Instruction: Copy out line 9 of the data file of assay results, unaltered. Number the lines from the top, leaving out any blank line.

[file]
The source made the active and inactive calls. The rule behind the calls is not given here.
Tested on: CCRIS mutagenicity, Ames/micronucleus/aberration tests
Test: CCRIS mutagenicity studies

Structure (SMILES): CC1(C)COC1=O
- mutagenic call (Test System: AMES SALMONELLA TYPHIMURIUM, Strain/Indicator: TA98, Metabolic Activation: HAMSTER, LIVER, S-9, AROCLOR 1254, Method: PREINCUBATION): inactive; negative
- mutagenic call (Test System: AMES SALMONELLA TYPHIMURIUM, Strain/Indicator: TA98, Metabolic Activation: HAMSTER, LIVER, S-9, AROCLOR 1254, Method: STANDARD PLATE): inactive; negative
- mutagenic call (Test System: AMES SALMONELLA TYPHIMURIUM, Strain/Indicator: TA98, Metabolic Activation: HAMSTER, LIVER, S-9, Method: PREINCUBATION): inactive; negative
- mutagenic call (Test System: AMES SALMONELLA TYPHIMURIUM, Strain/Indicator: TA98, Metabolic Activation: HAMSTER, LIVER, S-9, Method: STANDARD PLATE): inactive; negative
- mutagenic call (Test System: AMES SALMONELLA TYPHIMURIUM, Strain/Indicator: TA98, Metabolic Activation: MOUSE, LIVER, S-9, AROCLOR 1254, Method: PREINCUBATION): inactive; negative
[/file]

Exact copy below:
- mutagenic call (Test System: AMES SALMONELLA TYPHIMURIUM, Strain/Indicator: TA98, Metabolic Activation: MOUSE, LIVER, S-9, AROCLOR 1254, Method: PREINCUBATION): inactive; negative